jt-barrett-ohio-state-buckeyes-football-nfl-draft-2000“Lead” is a good word to use in conjunction with J.T. Barrett, because by all accounts he is a leader first, second, and always.  Any true Buckeye fan has seen J.T. in the locker room or on the sidelines, pumping his fist and giving impassioned talks to his teammates, but what really seems remarkable about him is not the rah-rah stuff, but the quiet things that generate respect and a willingness to leave everything on the field for the guy.  When J.T. first burst onto the scene, he played behind an inexperienced line and got pulverized in an early loss to Virginia Tech — but he showed great toughness, kept his mouth shut, accepted the punishment as part of the game, and led the team to a dramatic turnaround that saw the Buckeyes become an offensive juggernaut.  And then, on the cusp of triumph against Michigan, he suffered an injury that knocked him out of that game, the Big Ten championship, and the run to the National Championship.  Lesser people would have whined about their misfortune, but not J.T. Barrett.  He reacted with grace and dignity, supported his team, and celebrated when they hoisted the trophy, even though it must of been devastating to not be able to run out onto the field.

J.T.’s whole career has been like that — a series of victories and disappointments, hard hits and perseverance, but always with him looking for a way to win and a way to lead.  It’s pretty rare these days for the great players to stay for their senior season, but then J.T. Barrett seems like a rare individual in many ways.  Whether he goes on to play football at a professional level or not, he certainly seems like the kind of person who has the qualities that will make him a success in life.

I’ve been watching Ohio State football for almost 50 years and have seen lots of great players don the Scarlet and Gray, but J.T. Barrett ranks up there with my all-time favorites.  Here’s hoping he has a senior season that suits a player who has meant so much to the University, its fans, and his teammates.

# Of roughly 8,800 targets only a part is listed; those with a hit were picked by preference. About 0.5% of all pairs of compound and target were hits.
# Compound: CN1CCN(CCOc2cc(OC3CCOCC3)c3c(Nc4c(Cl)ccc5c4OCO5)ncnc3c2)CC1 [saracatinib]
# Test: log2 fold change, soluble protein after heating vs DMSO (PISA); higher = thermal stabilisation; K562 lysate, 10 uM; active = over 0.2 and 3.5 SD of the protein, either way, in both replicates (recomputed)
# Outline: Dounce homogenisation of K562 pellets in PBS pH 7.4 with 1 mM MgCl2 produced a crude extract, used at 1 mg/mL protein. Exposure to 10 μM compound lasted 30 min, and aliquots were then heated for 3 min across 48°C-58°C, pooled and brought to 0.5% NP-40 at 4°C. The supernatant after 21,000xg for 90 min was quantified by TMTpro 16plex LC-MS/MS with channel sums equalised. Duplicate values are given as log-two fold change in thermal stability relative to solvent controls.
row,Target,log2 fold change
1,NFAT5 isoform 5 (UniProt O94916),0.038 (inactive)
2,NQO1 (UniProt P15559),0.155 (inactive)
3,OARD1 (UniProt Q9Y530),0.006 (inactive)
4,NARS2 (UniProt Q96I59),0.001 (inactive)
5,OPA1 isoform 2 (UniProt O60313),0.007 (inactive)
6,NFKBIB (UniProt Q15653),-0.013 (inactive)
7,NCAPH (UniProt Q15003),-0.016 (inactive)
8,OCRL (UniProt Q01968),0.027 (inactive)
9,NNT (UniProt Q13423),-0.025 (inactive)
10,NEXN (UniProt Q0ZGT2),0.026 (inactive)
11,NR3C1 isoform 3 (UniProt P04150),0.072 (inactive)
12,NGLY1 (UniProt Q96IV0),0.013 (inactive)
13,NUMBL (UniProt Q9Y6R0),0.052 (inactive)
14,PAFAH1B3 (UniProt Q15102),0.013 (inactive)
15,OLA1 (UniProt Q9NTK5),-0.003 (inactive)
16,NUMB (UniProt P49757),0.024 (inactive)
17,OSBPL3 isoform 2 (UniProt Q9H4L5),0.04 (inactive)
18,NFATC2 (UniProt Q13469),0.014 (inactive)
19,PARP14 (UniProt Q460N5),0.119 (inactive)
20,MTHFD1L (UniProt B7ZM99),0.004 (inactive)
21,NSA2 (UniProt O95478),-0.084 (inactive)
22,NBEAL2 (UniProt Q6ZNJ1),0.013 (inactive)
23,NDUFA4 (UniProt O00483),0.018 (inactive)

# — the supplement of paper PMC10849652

Milking Moola From The Midwest Cash Cow

Recently the University of Michigan announced its operating budget for 2018.  Normally a red-blooded Buckeye wouldn’t pay attention to anything having to do with That School Up North, but in this case we’ll make an exception, because the operating budget included information about how much money TSUN expects to receive from the Big Ten as its conference revenue distribution next year.

1-4-7f9-49-a001329And the projected revenue number (drum roll, please) is:  $51.1 million.  That $51.1 million in expected revenue distribution will go not only to the despised Maize and Blue, but also to the good guys in Scarlet and Gray and all of the other schools in the 14-member Big Ten Conference.  Do the math, and you will quickly determine that the Big Ten will be dishing out more than $700 million to the schools that are lucky enough to be part of the Old Conference in 2018.  Say, do you think the school administrators and athletic directors at Rutgers and Maryland are happy about their decision to join the Big Ten back in 2014?

The story linked above says the big driver of the Big Ten’s enormous projected 2018 distribution is TV revenue.  The Big Ten’s TV deal is expected to produce $2.6 billion in revenue over six years, generating lots of money to dole out to Big Ten members.  The Conference has been pretty far-sighted in maximizing its TV revenue, having created its own network before other conferences did and driving a hard bargain in its negotiations with networks.  The Big Ten has two aces in the hole that give it incredible leverage:  huge schools with lots of graduates and supporters who are spread out around the country, are passionate about sports (primarily football), and want to watch their team play every weekend during the fall, and a conference that now stretches from Nebraska all the way east to New Jersey and Maryland, covering many of the biggest media markets in the country.

The $51.1 million in projected Big Ten revenue for 2018 is just each member school’s share of the Big Ten’s common revenue.  The powerhouse schools like Ohio State, Michigan, Penn State, and Michigan State also generate lots of cash from their individual merchandising, licensing and “partnering” deals.  Those schools know that their fans want to wear their school’s gear and put up school merchandise in their dens and family rooms and “man caves,” and they’ve got prized brands that also contribute lots of dough to the bottom line.   We’ve reached the point where educational institutions have developed, and now own, some of the most valuable brands, logos, and mascots in U.S. commerce.